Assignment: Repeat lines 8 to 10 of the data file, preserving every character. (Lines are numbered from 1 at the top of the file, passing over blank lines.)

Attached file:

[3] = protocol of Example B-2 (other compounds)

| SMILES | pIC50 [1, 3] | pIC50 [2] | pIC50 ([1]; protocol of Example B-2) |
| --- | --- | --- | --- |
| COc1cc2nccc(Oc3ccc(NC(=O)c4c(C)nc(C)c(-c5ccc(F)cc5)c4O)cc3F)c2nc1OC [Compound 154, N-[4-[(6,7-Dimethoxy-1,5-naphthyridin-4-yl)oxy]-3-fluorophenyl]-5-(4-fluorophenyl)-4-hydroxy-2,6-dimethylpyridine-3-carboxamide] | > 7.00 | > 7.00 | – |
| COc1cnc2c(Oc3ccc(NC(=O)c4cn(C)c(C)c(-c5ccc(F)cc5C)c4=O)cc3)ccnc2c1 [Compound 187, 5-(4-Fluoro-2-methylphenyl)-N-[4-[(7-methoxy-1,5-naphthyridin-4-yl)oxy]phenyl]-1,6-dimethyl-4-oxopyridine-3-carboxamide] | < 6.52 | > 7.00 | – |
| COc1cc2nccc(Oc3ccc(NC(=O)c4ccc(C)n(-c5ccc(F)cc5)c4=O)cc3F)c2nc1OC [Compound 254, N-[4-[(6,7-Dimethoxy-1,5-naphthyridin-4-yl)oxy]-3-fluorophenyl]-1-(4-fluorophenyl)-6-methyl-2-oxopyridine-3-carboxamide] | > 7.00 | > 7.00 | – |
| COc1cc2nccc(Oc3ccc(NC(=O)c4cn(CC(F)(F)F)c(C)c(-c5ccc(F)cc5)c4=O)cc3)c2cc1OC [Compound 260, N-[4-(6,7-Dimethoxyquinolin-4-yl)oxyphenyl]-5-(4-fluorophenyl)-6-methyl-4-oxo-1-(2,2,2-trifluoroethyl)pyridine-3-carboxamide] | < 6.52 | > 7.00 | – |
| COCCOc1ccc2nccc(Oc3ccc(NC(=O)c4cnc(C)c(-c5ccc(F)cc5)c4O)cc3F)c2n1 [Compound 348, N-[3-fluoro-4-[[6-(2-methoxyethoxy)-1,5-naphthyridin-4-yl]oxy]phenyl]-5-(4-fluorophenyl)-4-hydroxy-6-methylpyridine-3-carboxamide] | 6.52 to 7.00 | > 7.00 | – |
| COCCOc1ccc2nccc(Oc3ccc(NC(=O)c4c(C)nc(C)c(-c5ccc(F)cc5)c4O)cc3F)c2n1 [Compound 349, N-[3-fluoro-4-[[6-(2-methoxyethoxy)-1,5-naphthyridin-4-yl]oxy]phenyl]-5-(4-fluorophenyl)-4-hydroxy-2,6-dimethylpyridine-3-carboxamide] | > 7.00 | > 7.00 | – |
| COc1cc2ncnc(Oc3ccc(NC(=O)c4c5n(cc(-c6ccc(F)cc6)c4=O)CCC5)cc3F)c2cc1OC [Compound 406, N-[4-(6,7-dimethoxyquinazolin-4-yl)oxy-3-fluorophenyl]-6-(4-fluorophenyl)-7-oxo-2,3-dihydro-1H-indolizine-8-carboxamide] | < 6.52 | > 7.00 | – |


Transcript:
| COCCOc1ccc2nccc(Oc3ccc(NC(=O)c4cnc(C)c(-c5ccc(F)cc5)c4O)cc3F)c2n1 [Compound 348, N-[3-fluoro-4-[[6-(2-methoxyethoxy)-1,5-naphthyridin-4-yl]oxy]phenyl]-5-(4-fluorophenyl)-4-hydroxy-6-methylpyridine-3-carboxamide] | 6.52 to 7.00 | > 7.00 | – |
| COCCOc1ccc2nccc(Oc3ccc(NC(=O)c4c(C)nc(C)c(-c5ccc(F)cc5)c4O)cc3F)c2n1 [Compound 349, N-[3-fluoro-4-[[6-(2-methoxyethoxy)-1,5-naphthyridin-4-yl]oxy]phenyl]-5-(4-fluorophenyl)-4-hydroxy-2,6-dimethylpyridine-3-carboxamide] | > 7.00 | > 7.00 | – |
| COc1cc2ncnc(Oc3ccc(NC(=O)c4c5n(cc(-c6ccc(F)cc6)c4=O)CCC5)cc3F)c2cc1OC [Compound 406, N-[4-(6,7-dimethoxyquinazolin-4-yl)oxy-3-fluorophenyl]-6-(4-fluorophenyl)-7-oxo-2,3-dihydro-1H-indolizine-8-carboxamide] | < 6.52 | > 7.00 | – |